By studying a rare mutation linked to Alzheimer’s, Stanford researchers have discovered new evidence supporting the use of CRISPR gene editing to treat the devastating disease.
The challenge: There are very few ways to slow down Alzheimer’s disease or treat its symptoms, and there’s no cure — in 2021, nearly 120,000 Americans died from Alzheimer’s complications, making it one of the top 10 leading causes of death.
One genetic variant in particular — called APOE-e4 — is strongly tied to the brain disease. Having one copy makes a person 2-3 times more likely to develop Alzheimer’s, while having two copies (one from each parent) increases the risk by 8-12 times.
This makes APOE-e4 one of the most promising leads in the hunt for an Alzheimer’s cure, but researchers aren’t exactly sure how the variant contributes to the disease — and two different theories have very different implications.
“Knocking down APOE might mean less risk of Alzheimer’s, but you might affect your heart or your blood vessels.”Tara Spires-Jones
One possibility is that the protein made by the APOE-e4 variant is somehow abnormal and causes Alzheimer’s directly, suggesting that using CRISPR to turn it off could prevent the disease. Studies in mice and human “mini brains” are showing promise — but knocking out the gene in people could have unforeseen consequences.
“[The APOE protein is] important for things like bringing cholesterol to your neurons,” Tara Spires-Jones, an Alzheimer’s researcher at the University of Edinburgh, told New Scientist. “Knocking down APOE might mean less risk of Alzheimer’s, but you might affect your heart or your blood vessels.”
Another possibility is that the protein made by the APOE-e4 variant is just not as good as other variants at doing something important, like clearing amyloid (a hallmark of Alzheimer’s) from the brain.
But if that’s how APOE-e4 causes Alzheimer’s, that implies something very different — instead of knocking out the gene, to get rid of the bad protein, you’d want to design medications to make up for its shortcomings.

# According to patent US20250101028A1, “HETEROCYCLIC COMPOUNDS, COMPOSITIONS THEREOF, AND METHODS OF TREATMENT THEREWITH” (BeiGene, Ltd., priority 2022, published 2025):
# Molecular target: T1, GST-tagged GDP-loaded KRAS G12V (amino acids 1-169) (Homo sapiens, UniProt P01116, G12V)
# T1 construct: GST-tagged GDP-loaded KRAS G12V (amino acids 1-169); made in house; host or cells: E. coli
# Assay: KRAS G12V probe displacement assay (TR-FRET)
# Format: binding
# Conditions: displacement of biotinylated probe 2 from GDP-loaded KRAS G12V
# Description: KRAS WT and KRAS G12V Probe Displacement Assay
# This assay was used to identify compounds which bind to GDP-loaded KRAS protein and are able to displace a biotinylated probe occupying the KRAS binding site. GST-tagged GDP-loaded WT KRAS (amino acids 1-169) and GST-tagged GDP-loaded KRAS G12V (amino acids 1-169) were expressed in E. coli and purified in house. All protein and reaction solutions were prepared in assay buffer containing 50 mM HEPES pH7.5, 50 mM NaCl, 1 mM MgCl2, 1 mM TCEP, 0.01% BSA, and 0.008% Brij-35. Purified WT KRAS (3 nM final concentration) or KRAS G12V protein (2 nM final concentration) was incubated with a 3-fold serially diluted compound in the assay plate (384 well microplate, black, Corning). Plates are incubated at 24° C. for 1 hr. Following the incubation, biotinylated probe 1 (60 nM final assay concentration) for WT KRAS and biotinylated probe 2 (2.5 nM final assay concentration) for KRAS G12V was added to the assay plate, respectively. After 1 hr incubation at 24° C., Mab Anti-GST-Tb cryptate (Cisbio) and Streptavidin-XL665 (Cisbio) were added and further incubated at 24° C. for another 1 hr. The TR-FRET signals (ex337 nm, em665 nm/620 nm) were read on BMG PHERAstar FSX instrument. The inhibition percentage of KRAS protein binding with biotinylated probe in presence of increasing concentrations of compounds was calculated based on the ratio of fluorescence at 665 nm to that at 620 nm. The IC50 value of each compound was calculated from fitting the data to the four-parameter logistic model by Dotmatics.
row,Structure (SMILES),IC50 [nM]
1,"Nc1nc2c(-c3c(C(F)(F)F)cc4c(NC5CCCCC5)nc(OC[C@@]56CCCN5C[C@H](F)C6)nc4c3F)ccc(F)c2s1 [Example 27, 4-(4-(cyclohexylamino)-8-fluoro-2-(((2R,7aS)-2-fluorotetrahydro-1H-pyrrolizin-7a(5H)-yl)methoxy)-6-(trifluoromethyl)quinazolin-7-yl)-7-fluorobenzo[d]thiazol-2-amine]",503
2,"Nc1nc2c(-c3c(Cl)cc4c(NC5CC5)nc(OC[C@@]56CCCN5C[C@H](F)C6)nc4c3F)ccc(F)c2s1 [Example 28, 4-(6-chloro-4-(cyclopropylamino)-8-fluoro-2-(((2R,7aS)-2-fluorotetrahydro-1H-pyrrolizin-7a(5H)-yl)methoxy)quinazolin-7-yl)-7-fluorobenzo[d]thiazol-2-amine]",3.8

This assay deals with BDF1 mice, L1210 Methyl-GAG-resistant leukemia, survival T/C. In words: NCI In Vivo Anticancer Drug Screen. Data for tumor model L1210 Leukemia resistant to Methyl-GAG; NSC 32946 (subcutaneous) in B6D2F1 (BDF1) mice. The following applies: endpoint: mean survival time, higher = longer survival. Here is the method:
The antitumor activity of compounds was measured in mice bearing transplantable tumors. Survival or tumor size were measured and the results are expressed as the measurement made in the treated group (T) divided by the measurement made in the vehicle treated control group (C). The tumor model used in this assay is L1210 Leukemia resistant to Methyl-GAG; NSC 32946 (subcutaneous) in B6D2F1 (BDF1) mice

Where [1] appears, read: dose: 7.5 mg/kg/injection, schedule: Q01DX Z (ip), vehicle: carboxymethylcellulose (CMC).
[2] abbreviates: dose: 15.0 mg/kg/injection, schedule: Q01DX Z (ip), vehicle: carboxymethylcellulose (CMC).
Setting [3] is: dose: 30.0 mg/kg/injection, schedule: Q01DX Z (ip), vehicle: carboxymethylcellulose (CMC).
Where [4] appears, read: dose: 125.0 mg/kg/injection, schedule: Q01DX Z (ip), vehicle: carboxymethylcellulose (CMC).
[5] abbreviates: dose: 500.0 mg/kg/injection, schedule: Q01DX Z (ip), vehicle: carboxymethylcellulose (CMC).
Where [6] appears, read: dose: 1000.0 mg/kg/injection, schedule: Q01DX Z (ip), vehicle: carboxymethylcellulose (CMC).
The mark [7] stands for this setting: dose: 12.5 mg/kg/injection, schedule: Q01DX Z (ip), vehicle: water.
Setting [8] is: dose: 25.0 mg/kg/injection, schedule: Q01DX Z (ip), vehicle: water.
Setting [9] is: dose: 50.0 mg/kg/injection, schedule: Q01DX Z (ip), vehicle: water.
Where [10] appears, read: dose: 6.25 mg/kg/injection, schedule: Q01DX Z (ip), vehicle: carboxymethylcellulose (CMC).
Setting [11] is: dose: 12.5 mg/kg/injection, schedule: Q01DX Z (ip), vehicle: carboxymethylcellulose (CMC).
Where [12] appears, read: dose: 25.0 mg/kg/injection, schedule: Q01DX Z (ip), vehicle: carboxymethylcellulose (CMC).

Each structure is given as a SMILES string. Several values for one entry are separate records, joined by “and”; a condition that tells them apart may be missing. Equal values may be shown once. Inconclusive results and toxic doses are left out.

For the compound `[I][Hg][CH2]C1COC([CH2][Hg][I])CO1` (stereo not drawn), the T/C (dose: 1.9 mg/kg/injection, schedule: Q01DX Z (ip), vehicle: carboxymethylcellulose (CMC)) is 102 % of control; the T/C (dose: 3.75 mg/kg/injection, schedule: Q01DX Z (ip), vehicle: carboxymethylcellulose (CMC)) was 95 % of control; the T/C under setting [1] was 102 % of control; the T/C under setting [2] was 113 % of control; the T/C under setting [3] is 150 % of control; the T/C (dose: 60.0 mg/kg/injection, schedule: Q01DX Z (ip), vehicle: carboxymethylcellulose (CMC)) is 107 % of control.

What’s new? Stanford researchers have now shared a study on the preprint server arXiv that supports the case for reducing the expression of APOE-e4.
They analyzed 36,000 human genomes in the Alzheimer’s Disease Sequencing Project database looking for people with a “loss-of-function” mutation in the APOE-e4 gene. This kind of natural mutation reduces the function of the gene, similar to what researchers might want to try doing with CRISPR.
They discovered two such people. One was 79 years old with normal cognitive function, and the other died over the age of 90 with normal cognitive function — and no sign of amyloid plaques in their brain.
“The results provide the strongest human genetics evidence yet available suggesting that e4 drives [Alzheimer’s] risk through a gain of abnormal function and support knockdown of APOE-e4 or its protein product as a viable therapeutic option,” the researchers wrote.
Looking ahead: Having APOE-e4 doesn’t automatically doom someone to developing Alzheimer’s, and a sample size of two isn’t large enough to draw firm conclusions about how a loss-of-function mutation might affect the risk of Alzheimer’s (or potential side effects of not having enough APOE elsewhere in the body).
Still, this study was a clever way to see how reducing the expression of the APOE-e4 gene could affect Alzheimer’s, without having to actually administer a gene therapy to a person — nature did the gene editing for us. With this as a guide, researchers can start moving forward to test this approach experimentally.
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